Bitcoin Ponzi Schemer Pleads Guilty

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September 22, 2015 11:45 AM UTC

A 33-year-old Texan man pleaded guilty to running a Ponzi scheme involving bitcoins, making it the first ever U.S. criminal fraud case related to the cryptocurrency.

Texas native Trendon Shavers has admitted to operating a Ponzi scheme running $4.5 million worth of bitcoins, Reuters reports.

Shavers aka “pirateat40” while online, was arrested in November, a couple of months after being ordered to pay $40.7 million in a U.S. Securities and Exchange Commission civil lawsuit related to the Ponzi case.

The case is a milestone, with prosecutors noting that it is the first U.S. criminal securities fraud case related to Bitcoin.  

“I know what I did was wrong, and I’m very sorry,” –  Shavers said while being prosecuted in court.

In a plea deal, Shavers agreed not to appeal against any sentence at or below 41 months in prison.

The Quick Con

Shavers started his company, Bitcoin Savings & Trust in 2011 and used it to offer promises of high rewards to investors over the Internet by collecting bitcoins.

The con? A return of one percent interest, every three days. In other words, a staggering seven percent per week.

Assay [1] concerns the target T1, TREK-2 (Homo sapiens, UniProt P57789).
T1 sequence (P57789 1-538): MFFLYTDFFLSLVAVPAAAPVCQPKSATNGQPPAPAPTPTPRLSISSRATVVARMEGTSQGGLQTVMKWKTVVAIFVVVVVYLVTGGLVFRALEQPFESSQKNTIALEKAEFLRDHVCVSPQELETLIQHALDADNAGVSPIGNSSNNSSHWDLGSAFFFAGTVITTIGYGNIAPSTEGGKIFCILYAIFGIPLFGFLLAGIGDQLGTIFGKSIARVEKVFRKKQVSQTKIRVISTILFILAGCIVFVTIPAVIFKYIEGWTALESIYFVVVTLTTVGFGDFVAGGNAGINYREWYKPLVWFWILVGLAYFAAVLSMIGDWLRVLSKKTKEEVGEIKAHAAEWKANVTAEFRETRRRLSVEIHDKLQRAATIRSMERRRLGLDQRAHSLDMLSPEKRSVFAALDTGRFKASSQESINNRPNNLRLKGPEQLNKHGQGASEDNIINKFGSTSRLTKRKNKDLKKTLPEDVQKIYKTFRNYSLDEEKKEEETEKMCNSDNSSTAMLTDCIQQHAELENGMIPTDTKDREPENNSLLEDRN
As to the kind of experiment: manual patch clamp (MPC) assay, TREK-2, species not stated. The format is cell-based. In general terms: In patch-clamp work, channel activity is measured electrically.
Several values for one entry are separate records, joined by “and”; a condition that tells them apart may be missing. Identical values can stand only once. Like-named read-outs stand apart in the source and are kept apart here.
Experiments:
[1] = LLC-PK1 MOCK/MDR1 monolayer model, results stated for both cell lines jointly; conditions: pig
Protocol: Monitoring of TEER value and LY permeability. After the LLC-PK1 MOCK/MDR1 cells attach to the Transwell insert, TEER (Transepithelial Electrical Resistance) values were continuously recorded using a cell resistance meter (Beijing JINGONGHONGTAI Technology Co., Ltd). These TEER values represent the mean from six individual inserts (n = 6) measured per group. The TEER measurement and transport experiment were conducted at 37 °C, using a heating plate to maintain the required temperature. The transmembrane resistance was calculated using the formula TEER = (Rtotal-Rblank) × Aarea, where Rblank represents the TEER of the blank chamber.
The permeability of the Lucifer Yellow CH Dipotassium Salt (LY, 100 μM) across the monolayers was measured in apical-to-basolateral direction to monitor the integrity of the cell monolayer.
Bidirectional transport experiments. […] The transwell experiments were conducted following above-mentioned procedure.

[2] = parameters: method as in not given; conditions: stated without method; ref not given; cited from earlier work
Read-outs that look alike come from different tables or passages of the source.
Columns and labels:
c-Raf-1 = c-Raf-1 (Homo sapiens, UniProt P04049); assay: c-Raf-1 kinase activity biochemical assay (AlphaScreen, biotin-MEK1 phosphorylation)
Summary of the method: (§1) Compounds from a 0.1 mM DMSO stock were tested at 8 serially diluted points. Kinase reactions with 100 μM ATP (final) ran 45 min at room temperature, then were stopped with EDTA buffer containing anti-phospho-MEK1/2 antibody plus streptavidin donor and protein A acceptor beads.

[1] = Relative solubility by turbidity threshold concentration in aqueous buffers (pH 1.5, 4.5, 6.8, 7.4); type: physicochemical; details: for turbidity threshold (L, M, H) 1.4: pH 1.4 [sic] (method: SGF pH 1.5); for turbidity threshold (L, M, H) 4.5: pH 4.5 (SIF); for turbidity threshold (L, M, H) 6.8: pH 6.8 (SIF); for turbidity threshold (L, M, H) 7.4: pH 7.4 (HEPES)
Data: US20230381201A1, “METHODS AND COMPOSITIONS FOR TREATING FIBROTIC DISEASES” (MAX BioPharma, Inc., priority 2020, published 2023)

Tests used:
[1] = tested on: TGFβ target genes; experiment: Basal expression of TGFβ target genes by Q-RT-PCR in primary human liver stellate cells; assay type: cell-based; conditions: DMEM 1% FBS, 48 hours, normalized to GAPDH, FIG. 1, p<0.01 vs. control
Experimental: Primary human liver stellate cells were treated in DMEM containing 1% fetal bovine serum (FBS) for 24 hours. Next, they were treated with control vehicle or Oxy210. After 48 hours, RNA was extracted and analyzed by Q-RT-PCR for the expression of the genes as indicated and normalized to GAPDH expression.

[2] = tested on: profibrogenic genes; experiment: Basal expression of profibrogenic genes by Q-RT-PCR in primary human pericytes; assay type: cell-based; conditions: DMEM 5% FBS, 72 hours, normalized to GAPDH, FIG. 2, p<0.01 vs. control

Most of the bitcoins collected duly went back to paying initial and older investors, making it the classic Ponzi scheme.

Not one for subtlety, Shavers used the remaining bitcoins after the payout to splurge on a used BMW M5 sedan, a $1000 Las Vegas steakhouse dinner and plenty of outings to Las Vegas spas and casinos. At the very height of his scheme, prosecutors said Shavers controlled nearly 7 percent of the bitcoins in public circulation and had misappropriated about 146,000 bitcoins in total. The Ponzi scheme is confirmed to have caused 48 investors to incur losses.

Shavers accumulated over 750,000 bitcoins, worth over $4.5 million in comparing the average price of bitcoin between September 2011 to September 2012.

A prosecutor in the case, Michael Ferrara, revealed that Shavers had also invested some of the amassed bitcoins with the now-obsolete Tokyo-based bitcoin exchange, Mt. Gox. Most of the bitcoins, however, went straight back into the pool of returns to pay back and appease early investors.

In other words, he had the telltale signs of a Ponzi scheme, confirmed Ferrara.

Images from Shutterstock and Pixabay.

Last modified: May 21, 2020 11:01 AM UTC

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Samburaj Das @sambdas

Samburaj is the Chief Editor of, one of the earliest and foremost publications covering blockchain, cryptocurrency, and financial technology news. He has authored over 2,000 articles for Reach him at Visit his LinkedIn profile here or his Muck Rack profile here.

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